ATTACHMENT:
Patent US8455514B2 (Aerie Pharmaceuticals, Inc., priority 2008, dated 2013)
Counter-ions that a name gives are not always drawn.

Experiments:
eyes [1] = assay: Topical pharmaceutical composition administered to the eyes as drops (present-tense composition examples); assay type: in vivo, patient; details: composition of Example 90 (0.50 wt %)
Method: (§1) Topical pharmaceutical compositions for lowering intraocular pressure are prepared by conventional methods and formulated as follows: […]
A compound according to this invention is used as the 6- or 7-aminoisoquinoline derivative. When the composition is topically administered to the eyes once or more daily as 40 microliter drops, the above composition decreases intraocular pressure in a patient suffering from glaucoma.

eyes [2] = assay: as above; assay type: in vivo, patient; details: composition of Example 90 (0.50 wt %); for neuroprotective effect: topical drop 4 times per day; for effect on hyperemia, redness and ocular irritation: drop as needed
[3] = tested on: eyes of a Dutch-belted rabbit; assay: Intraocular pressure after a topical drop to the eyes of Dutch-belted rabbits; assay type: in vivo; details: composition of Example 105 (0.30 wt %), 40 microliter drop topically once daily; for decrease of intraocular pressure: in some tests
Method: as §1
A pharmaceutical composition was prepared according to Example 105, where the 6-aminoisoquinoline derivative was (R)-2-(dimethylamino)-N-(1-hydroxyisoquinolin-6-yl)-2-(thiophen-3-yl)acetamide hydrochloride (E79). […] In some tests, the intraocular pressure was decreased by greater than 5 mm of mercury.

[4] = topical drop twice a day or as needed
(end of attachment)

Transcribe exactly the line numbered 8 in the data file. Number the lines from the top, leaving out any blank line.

[3] = tested on: eyes of a Dutch-belted rabbit; assay: Intraocular pressure after a topical drop to the eyes of Dutch-belted rabbits; assay type: in vivo; details: composition of Example 105 (0.30 wt %), 40 microliter drop topically once daily; for decrease of intraocular pressure: in some tests